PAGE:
Education as a Vaccine (EVA) was represented at the United Nations Town Hall Meeting with the UN Secretary General’s Youth Envoy, Jayathma Wickramanayake to discuss the “Opportunities and Challenges facing young people in Nigeria in the Framework of the SDG”.
The Town Hall meeting was part of the activities lined up for Jayathma, who was on a five-country tour through Africa. The visit was aimed at positioning the United Nations as a supporter for creating equal opportunities for young people in order to empower them with regards to economies, health and wealth, and human development in the society.
To this effect, a 4 person panel which included the Executive Director of EVA, Olabukunola Williams was set up to discuss the several issues young people face and the work each organization represented on the panel was doing. Issues discussed ranged from education, youth inclusiveness in politics, gender equality and health.
Young people’s development and participation, especially as it relates to gender equality, quality education, health and wellbeing, particularly of adolescent girls and young women in the Agenda 2030, is of importance to EVA. According to Williams, “…we have to make sure the policies and strategies fit into what we want as young people”.
“At EVA…” she said, “…we provide platforms for young people to influence policies that uphold their rights as well as provide direct youth-friendly sexual and reproductive health information and services”.
On why young people need increased access to information and services as critical steps to end child marriage and eradicate female genital mutilation in Nigeria, the Nigeria Representative of the AfriYAN , Hassan Shamwil, said that protecting young people means enabling them to make safe health decisions, “…young people do not swallow pregnancy, they have sex! There is need to provide quality comprehensive sexuality education for them”.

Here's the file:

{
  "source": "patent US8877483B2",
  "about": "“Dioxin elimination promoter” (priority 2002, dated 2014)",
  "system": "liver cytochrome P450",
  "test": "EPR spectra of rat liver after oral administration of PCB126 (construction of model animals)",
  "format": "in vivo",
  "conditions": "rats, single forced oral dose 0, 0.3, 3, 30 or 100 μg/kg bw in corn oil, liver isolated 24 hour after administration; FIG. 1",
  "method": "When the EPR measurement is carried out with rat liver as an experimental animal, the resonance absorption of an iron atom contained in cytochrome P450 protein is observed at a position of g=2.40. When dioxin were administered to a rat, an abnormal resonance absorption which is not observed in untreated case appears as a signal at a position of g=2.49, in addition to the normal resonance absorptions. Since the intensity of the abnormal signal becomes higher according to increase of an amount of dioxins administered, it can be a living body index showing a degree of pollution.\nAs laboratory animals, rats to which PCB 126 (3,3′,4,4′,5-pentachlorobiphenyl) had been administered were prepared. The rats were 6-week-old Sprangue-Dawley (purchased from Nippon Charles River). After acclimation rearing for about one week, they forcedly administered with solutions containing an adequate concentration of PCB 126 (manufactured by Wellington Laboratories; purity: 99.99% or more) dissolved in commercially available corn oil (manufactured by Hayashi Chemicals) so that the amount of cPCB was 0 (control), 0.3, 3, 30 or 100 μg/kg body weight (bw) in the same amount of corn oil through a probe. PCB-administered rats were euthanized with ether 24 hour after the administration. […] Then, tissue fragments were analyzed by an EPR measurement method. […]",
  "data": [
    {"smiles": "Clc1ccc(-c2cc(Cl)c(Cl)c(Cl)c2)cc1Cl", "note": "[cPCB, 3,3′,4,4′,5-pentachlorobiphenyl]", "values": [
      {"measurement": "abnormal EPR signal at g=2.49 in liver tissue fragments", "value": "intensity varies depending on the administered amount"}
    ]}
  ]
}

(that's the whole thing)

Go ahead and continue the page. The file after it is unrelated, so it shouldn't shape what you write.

Florida Uzuaru, who is the Founder of Slide Safe Nigeria, shared ideas for innovative approaches to bridge the gaps in access to information, services and commodities. According to her, Slide Safe now “ensures that young people get access to sexual and reproductive health information without disclosing their privacy”.
“In a world entrenched with inequality and marginalization, we cannot help but participate in politics”, went the words of Itodo Samuel, the Executive Director of Not Too Young to Run. “Not Too Young to Run seeks to inspire young people to participate in the electoral processs as candidates”.
During the meeting, young people from different parts of Nigeria at different events aired their voices and begged momentum of the United Nations and government at all levels to deliver on commitments to empower and enable young people achieve their full potential.
Ms Wickramanayake, while responding to question on the reason for her visit, said, “…we want to bring United Nations to young people, and young people to United Nations”.
Jayathma assured that Nigerian youths will no longer live like second-class citizens. “Policy makers will no longer see you as threats”, she added.
During her visit, Jayathma promised to take all our issues and recommendations to Antonio Guterres, the UN Secretary-General, and take progressive action towards promoting youth issues in United Nations programs, not leaving adolescent girls and young women behind.
In a related event organized for her visit, our program officer, Itoro Ekanem made presentation on “#2030Now, Using Innovative Approaches to actualising the Sustainable Development Goals”.
On a lighter mode, but in what seems to be the next step by Nigerian youths and youth-focused organizations, the moderator of the panel, Bolaji Margaret, asked the panelists to describe in one word the way forward to overcoming young people’s challenges. William wanted “collaboration”, Shamwil demanded for “action”, Florida, “do”, and Samson emphasized “ownership”.
The high point of the meeting was the brilliant remark by the UNFPA Country Representative, Diene Keita. She said, “Nigeria youths are the triggers of African development”, while urging the youth, “do not only say what you want, tell us how you want it”.